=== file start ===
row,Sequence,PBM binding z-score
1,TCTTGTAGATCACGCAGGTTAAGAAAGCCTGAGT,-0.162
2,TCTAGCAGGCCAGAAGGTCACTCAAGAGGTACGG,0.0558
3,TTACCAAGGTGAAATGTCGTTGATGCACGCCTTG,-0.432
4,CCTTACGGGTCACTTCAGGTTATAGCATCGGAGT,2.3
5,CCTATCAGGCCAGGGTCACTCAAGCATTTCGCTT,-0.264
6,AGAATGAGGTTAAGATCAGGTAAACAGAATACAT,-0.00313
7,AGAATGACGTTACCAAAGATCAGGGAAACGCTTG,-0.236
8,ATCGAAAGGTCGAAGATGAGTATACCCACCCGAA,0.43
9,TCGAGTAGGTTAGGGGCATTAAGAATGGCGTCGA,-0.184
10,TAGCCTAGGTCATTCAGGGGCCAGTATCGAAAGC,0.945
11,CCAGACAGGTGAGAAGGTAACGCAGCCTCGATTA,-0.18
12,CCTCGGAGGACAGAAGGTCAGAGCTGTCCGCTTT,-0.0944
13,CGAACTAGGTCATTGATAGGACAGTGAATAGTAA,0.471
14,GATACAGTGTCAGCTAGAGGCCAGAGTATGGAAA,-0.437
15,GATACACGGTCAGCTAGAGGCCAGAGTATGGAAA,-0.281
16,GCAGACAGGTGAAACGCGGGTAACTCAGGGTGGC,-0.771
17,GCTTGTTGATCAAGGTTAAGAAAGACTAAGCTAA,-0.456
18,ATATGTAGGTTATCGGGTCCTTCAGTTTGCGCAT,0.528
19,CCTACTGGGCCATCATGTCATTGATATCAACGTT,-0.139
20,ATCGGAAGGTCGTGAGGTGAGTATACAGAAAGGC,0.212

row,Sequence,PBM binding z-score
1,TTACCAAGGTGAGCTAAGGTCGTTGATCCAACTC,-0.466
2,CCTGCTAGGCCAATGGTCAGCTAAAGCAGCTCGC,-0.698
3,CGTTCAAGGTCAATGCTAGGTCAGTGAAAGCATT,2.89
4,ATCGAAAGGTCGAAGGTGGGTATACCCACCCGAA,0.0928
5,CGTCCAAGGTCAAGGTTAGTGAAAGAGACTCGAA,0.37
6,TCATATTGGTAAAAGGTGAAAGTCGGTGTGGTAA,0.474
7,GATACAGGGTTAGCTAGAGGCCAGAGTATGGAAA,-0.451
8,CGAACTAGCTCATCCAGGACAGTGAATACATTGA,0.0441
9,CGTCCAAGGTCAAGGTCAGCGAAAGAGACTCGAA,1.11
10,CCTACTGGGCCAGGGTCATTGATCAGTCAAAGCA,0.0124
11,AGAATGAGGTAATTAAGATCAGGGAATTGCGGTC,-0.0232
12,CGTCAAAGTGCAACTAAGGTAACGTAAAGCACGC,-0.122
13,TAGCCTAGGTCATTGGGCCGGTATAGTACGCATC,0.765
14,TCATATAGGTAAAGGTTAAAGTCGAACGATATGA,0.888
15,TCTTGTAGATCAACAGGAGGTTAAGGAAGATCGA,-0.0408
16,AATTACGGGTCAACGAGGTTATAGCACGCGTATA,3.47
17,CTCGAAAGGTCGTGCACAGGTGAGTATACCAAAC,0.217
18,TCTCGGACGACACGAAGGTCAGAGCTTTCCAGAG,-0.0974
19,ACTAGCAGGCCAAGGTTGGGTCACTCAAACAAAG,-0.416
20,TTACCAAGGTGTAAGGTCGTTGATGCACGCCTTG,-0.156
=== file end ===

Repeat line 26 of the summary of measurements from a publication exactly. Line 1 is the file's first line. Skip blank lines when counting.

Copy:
4,ATCGAAAGGTCGAAGGTGGGTATACCCACCCGAA,0.0928